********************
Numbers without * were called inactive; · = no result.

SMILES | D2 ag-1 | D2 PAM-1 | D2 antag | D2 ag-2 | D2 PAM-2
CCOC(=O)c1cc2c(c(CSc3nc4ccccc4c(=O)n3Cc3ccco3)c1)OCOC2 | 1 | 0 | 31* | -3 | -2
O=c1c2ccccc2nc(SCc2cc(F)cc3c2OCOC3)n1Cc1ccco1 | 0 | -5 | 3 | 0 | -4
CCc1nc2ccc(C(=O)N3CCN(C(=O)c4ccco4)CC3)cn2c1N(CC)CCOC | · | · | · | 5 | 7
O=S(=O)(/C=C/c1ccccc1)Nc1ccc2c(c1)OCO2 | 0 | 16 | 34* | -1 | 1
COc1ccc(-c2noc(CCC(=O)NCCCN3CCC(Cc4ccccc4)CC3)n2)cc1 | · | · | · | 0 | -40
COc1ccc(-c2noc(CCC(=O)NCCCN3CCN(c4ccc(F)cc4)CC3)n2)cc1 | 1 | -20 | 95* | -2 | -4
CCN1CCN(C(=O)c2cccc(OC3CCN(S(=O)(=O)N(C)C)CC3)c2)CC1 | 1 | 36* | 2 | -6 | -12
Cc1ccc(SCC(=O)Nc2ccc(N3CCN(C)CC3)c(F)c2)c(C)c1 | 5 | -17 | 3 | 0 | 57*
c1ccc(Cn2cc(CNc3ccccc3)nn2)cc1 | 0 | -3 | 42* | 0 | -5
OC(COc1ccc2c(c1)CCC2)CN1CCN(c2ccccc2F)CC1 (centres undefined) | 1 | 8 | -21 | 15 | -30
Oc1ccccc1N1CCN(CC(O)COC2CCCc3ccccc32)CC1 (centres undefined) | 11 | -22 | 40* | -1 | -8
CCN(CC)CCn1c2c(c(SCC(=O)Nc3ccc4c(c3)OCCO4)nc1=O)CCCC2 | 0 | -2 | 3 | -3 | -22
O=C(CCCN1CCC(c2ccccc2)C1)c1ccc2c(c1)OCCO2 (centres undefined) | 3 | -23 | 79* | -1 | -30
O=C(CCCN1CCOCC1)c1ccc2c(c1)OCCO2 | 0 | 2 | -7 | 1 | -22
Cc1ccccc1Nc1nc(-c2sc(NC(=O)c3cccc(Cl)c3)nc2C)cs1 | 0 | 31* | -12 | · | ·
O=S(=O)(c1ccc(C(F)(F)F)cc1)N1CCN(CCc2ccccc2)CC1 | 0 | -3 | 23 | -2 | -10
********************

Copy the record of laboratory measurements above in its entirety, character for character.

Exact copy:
Numbers without * were called inactive; · = no result.

SMILES | D2 ag-1 | D2 PAM-1 | D2 antag | D2 ag-2 | D2 PAM-2
CCOC(=O)c1cc2c(c(CSc3nc4ccccc4c(=O)n3Cc3ccco3)c1)OCOC2 | 1 | 0 | 31* | -3 | -2
O=c1c2ccccc2nc(SCc2cc(F)cc3c2OCOC3)n1Cc1ccco1 | 0 | -5 | 3 | 0 | -4
CCc1nc2ccc(C(=O)N3CCN(C(=O)c4ccco4)CC3)cn2c1N(CC)CCOC | · | · | · | 5 | 7
O=S(=O)(/C=C/c1ccccc1)Nc1ccc2c(c1)OCO2 | 0 | 16 | 34* | -1 | 1
COc1ccc(-c2noc(CCC(=O)NCCCN3CCC(Cc4ccccc4)CC3)n2)cc1 | · | · | · | 0 | -40
COc1ccc(-c2noc(CCC(=O)NCCCN3CCN(c4ccc(F)cc4)CC3)n2)cc1 | 1 | -20 | 95* | -2 | -4
CCN1CCN(C(=O)c2cccc(OC3CCN(S(=O)(=O)N(C)C)CC3)c2)CC1 | 1 | 36* | 2 | -6 | -12
Cc1ccc(SCC(=O)Nc2ccc(N3CCN(C)CC3)c(F)c2)c(C)c1 | 5 | -17 | 3 | 0 | 57*
c1ccc(Cn2cc(CNc3ccccc3)nn2)cc1 | 0 | -3 | 42* | 0 | -5
OC(COc1ccc2c(c1)CCC2)CN1CCN(c2ccccc2F)CC1 (centres undefined) | 1 | 8 | -21 | 15 | -30
Oc1ccccc1N1CCN(CC(O)COC2CCCc3ccccc32)CC1 (centres undefined) | 11 | -22 | 40* | -1 | -8
CCN(CC)CCn1c2c(c(SCC(=O)Nc3ccc4c(c3)OCCO4)nc1=O)CCCC2 | 0 | -2 | 3 | -3 | -22
O=C(CCCN1CCC(c2ccccc2)C1)c1ccc2c(c1)OCCO2 (centres undefined) | 3 | -23 | 79* | -1 | -30
O=C(CCCN1CCOCC1)c1ccc2c(c1)OCCO2 | 0 | 2 | -7 | 1 | -22
Cc1ccccc1Nc1nc(-c2sc(NC(=O)c3cccc(Cl)c3)nc2C)cs1 | 0 | 31* | -12 | · | ·
O=S(=O)(c1ccc(C(F)(F)F)cc1)N1CCN(CCc2ccccc2)CC1 | 0 | -3 | 23 | -2 | -10